Raptorman: Have patagial markers been consider for eaglets in your management area? Could you elaborate why they are not used in combination with the regular bands? Thanks
Reese Lukei: It has been considered but not approved. Currently other CCB researchers are putting purple leg bands and satelliet devices on eagles at another project. A project with Black Vultures has just been done in VA with wing markers

Nancy: Do the parents and eaglets from previous years have any interaction after the juvies have fledged, or is that a romantic notion on my part? (I.e. would mom and dad recognize last years' babies?)
Reese Lukei: The young are apparently recognized by their parents. We know of one adult pair that allowed a juvenile to sit about 100 yards away during most of a season

Paula: How likely is a second clutch, when it seems it takes months of preparation for the first set of eggs to come - ie, the nest building, bonding, presenting fish to the female, etc.
Reese Lukei: This pair appears to be preparing for a second clutch with out all the early nest building, only housekeeping

rose: why does it seem male is eating bark he strips from nest tree. He does not drop into nest and was seen "chewing "it
Reese Lukei: That is a puzzleing behavior. I have asked Dr Mitchell Byrd and Dr Bryan Watts the same question. Neither have observed this before

barbara: Where are the 3 eagles that were born last year? Are they still in the area?
Reese Lukei: We do not know. We have seen several juveniles in the area, but have not been able to spot the leg bands last years young are wearing

Tracy: how many eagles are at NBG?
Reese Lukei: Right now - just the nesting pair

PattiO: Has there been any kind of research in regards to eagles' diets - specifically by location, the type of fish they eat (saltwater as opposed to fresh water), etc.?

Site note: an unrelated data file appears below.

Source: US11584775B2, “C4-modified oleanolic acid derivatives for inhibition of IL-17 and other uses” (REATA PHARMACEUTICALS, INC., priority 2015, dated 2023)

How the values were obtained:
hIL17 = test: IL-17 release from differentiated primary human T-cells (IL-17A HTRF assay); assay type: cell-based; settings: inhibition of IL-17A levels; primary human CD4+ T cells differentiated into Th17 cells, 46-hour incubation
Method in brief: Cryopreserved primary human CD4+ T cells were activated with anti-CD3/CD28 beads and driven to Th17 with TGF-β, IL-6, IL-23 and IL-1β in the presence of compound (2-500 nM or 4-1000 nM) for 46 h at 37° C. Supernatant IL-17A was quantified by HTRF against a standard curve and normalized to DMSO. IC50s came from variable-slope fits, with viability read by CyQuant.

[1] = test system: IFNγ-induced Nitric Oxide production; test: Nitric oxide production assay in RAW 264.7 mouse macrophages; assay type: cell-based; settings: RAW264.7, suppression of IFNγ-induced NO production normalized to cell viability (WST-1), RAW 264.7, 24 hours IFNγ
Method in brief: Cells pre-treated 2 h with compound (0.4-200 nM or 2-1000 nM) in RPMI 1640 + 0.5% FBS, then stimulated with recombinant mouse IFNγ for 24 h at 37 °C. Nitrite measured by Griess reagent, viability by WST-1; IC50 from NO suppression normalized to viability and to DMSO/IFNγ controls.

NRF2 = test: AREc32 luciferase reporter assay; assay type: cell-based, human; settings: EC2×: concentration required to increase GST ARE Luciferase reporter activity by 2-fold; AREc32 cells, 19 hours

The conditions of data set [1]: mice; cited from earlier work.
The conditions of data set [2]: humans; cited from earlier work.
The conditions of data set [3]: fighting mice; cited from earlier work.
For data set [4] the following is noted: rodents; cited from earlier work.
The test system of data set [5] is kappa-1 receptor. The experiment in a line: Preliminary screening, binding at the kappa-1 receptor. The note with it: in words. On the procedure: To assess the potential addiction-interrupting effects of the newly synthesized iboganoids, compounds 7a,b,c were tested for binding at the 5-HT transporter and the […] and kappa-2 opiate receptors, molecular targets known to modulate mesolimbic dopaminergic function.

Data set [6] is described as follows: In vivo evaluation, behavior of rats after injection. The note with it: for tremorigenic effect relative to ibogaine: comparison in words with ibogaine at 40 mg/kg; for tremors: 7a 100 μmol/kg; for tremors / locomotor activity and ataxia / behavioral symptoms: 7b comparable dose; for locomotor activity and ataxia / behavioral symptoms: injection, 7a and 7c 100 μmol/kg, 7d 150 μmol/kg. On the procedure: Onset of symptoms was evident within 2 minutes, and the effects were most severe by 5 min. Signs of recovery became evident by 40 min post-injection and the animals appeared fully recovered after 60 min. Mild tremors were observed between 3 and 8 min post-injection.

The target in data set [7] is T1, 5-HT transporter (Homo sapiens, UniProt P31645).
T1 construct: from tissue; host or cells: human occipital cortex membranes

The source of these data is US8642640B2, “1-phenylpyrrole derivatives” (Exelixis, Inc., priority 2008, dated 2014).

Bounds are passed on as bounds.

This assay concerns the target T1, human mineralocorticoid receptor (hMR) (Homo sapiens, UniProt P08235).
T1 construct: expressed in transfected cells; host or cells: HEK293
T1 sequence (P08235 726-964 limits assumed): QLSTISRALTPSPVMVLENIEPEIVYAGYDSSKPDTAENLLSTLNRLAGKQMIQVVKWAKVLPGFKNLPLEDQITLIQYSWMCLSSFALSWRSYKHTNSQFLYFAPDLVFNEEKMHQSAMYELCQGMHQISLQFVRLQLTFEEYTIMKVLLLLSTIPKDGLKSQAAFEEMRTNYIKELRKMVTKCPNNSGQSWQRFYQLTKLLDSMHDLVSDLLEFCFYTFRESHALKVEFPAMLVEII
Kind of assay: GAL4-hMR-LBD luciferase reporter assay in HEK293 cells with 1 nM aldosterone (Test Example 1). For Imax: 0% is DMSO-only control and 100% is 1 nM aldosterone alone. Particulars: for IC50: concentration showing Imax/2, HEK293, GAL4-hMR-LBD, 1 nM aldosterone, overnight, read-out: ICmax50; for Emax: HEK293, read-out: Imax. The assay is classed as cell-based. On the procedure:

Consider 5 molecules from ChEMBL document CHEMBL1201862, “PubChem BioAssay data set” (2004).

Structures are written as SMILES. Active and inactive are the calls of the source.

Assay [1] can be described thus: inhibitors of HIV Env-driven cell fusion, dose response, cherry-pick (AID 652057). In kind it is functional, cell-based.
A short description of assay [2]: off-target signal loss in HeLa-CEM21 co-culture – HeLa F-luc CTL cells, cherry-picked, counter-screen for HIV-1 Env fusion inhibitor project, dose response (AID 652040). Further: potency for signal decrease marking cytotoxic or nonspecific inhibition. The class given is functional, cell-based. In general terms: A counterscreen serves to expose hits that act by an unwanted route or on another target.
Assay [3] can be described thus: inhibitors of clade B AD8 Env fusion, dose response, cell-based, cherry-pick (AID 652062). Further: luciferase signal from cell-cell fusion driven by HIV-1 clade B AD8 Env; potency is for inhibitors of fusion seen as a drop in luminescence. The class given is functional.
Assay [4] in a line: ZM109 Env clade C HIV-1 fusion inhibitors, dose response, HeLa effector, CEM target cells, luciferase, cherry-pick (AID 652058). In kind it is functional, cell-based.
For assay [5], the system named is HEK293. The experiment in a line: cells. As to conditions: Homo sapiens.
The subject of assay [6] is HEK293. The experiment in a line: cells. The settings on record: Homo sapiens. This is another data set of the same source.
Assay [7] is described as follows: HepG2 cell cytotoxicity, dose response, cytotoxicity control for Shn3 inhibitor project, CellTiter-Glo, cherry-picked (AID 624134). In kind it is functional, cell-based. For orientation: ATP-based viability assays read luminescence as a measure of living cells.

Reese Lukei: One of the results from the tests being done on the two eggs will give us data on their diet. This pair eats mostly fresh water fish.

Sharon in Maine: Is it true that eagles don't have the sense of smell? Read that somewhere.
Reese Lukei: Most birds have a poor sense of smell - turkey vultures are an exception. Large parts of their brains are devoted to sight and hearing

tina: I know that bald eagles are said to mate for life...do you think that due to their bonding "requirements" that this may be a misleading "fact" and as we seen last week the male was ready to take up with the intruder, and perhaps bonding did not happen, and thus the reason the original pair are together again?.
Reese Lukei: I think most research supports eagles mating for life. This female is on at least her second mate. The first that we know of was killed by an airplane on Dec 20, 2002

TheOneAndOnlyShoebutton: This is probably a silly question Mr. Lukei but I have to ask. How many Bald Eagles have you actually held in your arms, perhaps to help them or to release them and what does it feel like to hold these magnificent creatures?
Reese Lukei: I have actually held about 25 eagles

Margy: How do you know that the eagle pair at Norfolk Botanical Gardens are 10 and 12 years old? How long have you been monitoring that pair?
Reese Lukei: This pair nested across the runway you sometimes see when we pan the camera. The female for 2 years the male for one years. The tree was removed to prevent another collision with an airplane. This pair then relocated to NBG

Dusty: What are the chances the 4-year old female was a past juvenile raised from this nest?
Reese Lukei: It is possible but we do not know for sure. Actually there were two sub-adults that have been involved in this affair. We know that because they each had different markings that we could clearly see and photograph

JMLM8184: Due to the energy expended in producing a clutch, is a second clutch expected to be as viable as a first clutch?
Reese Lukei: You are very right. It takes a LOT of energy for the female to produce eggs. It remains to be seen if she can produce more eggs. In other research where eggs were removed on purpose eagles have continued to produce.

Sierra: To be clear, there were two sub adults around the nest, not just the one?
Reese Lukei: That is right. The event on Feb 14 where the nesting female was sitting on a branch and a sub-adult approached and was run off was a second sub-adult not the one causing all the fuss. We have good photos of her tail that show that

kate: Why did the male not defend the nest when it was invaded?
Reese Lukei: Good question. Normal aggressive behavior would have been expected. I do not know why he was not more defensive